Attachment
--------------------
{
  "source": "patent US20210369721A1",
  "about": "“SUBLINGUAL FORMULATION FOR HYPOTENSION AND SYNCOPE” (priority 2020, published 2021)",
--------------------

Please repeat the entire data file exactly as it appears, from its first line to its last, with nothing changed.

{
  "source": "patent US20210369721A1",
  "about": "“SUBLINGUAL FORMULATION FOR HYPOTENSION AND SYNCOPE” (priority 2020, published 2021)",